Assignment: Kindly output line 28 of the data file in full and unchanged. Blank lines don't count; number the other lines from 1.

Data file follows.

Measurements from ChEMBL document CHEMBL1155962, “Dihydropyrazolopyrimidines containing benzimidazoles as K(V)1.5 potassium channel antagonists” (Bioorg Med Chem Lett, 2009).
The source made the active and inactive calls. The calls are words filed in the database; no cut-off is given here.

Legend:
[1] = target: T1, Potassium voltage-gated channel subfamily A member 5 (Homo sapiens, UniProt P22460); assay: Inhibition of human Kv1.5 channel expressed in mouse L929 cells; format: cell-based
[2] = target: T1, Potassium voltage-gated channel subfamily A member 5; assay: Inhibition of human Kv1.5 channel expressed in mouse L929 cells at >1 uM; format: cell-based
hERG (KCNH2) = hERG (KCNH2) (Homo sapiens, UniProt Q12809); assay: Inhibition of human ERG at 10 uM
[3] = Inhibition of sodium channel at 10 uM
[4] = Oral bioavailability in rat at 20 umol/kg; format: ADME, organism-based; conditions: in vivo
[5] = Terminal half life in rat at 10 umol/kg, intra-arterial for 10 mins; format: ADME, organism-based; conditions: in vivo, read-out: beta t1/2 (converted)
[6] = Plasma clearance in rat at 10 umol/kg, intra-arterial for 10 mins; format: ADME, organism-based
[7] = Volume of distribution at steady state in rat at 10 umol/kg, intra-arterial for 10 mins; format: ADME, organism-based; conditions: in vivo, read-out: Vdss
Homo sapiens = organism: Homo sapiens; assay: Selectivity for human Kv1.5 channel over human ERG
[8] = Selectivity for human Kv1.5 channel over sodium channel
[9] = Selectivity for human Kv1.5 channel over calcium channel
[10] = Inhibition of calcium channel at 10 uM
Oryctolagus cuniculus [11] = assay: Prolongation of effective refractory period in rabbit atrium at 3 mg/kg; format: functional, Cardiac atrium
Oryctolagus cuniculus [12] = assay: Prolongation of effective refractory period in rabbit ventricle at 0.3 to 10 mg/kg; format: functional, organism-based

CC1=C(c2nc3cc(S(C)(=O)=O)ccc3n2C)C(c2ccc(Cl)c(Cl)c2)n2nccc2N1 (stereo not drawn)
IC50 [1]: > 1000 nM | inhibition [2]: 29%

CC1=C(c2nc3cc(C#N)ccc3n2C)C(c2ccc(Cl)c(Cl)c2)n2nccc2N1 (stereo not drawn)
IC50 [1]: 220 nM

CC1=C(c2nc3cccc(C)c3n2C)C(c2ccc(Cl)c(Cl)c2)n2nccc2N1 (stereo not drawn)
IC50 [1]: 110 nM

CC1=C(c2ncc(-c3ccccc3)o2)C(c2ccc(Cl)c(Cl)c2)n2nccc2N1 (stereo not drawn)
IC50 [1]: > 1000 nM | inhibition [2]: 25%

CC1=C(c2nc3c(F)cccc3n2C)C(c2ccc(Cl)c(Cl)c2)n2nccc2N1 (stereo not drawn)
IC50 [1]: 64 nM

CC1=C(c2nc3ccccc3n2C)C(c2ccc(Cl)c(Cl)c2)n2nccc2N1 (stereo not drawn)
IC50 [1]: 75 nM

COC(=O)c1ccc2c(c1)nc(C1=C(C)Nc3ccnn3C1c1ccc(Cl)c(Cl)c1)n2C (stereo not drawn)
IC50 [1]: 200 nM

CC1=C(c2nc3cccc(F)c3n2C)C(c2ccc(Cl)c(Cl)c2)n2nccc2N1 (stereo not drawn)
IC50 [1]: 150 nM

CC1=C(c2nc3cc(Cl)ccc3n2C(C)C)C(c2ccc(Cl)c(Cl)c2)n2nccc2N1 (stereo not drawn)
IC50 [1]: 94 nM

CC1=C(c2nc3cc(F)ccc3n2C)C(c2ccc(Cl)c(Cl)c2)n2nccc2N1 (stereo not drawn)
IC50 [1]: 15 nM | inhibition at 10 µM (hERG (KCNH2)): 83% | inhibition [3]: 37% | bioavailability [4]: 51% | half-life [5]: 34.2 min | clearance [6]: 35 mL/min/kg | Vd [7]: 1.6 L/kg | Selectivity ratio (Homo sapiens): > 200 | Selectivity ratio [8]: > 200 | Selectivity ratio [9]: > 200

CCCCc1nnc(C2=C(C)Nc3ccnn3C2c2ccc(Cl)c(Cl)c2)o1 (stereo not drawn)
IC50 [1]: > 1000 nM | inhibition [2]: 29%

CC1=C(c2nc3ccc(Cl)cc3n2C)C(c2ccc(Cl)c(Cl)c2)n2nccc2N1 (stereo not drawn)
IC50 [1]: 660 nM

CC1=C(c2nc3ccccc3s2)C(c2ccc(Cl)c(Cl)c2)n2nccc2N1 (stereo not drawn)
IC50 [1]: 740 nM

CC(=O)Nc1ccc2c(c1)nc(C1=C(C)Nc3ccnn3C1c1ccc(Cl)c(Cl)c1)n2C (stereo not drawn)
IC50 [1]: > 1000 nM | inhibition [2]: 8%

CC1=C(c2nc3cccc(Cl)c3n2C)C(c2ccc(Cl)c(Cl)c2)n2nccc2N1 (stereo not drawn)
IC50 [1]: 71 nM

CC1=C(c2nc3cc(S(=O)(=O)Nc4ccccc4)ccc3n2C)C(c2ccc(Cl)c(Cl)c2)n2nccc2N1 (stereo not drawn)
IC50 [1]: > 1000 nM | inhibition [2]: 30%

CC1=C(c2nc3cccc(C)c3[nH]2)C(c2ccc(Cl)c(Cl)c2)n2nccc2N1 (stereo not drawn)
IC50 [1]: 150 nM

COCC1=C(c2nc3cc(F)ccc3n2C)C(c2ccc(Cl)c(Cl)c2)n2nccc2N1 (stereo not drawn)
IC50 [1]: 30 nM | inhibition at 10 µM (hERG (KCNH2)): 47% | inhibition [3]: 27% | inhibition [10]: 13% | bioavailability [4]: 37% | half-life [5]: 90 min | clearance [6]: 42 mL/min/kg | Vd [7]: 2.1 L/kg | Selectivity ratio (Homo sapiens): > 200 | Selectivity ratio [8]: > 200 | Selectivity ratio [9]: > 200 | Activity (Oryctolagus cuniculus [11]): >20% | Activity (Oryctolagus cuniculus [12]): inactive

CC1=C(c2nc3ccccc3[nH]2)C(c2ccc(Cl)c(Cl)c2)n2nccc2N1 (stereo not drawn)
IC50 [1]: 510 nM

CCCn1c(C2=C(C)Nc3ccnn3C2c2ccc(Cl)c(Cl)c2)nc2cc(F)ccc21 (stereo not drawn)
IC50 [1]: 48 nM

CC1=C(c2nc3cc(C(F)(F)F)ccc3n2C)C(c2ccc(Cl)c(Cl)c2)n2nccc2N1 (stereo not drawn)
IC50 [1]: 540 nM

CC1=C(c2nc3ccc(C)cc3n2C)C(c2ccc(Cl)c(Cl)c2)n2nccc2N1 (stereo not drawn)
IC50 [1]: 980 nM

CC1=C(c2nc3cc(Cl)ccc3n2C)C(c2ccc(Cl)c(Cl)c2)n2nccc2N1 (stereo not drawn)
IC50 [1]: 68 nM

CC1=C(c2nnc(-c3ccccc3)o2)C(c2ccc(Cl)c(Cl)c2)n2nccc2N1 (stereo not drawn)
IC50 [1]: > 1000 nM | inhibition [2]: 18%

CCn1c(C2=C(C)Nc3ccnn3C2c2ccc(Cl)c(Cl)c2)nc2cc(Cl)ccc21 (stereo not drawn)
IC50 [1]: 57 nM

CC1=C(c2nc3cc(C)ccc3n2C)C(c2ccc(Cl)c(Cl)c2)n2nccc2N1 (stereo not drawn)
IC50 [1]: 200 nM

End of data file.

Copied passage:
CC1=C(c2nc3ccccc3n2C)C(c2ccc(Cl)c(Cl)c2)n2nccc2N1 (stereo not drawn)